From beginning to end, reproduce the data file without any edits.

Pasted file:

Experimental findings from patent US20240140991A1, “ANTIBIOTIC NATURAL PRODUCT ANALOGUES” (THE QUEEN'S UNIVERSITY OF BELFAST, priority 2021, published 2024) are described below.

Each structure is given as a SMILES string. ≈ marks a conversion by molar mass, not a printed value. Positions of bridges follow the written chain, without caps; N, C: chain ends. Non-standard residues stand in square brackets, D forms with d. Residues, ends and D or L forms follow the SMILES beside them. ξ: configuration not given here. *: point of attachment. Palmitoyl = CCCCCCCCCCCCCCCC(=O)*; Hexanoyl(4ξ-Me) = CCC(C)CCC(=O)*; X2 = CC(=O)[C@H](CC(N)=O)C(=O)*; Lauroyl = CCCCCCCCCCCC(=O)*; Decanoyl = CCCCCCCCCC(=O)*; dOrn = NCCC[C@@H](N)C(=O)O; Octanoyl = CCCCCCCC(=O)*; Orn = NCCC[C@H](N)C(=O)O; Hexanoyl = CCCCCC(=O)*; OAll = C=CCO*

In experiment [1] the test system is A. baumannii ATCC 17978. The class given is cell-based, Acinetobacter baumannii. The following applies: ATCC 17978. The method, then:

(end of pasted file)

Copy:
Experimental findings from patent US20240140991A1, “ANTIBIOTIC NATURAL PRODUCT ANALOGUES” (THE QUEEN'S UNIVERSITY OF BELFAST, priority 2021, published 2024) are described below.

Each structure is given as a SMILES string. ≈ marks a conversion by molar mass, not a printed value. Positions of bridges follow the written chain, without caps; N, C: chain ends. Non-standard residues stand in square brackets, D forms with d. Residues, ends and D or L forms follow the SMILES beside them. ξ: configuration not given here. *: point of attachment. Palmitoyl = CCCCCCCCCCCCCCCC(=O)*; Hexanoyl(4ξ-Me) = CCC(C)CCC(=O)*; X2 = CC(=O)[C@H](CC(N)=O)C(=O)*; Lauroyl = CCCCCCCCCCCC(=O)*; Decanoyl = CCCCCCCCCC(=O)*; dOrn = NCCC[C@@H](N)C(=O)O; Octanoyl = CCCCCCCC(=O)*; Orn = NCCC[C@H](N)C(=O)O; Hexanoyl = CCCCCC(=O)*; OAll = C=CCO*

In experiment [1] the test system is A. baumannii ATCC 17978. The class given is cell-based, Acinetobacter baumannii. The following applies: ATCC 17978. The method, then: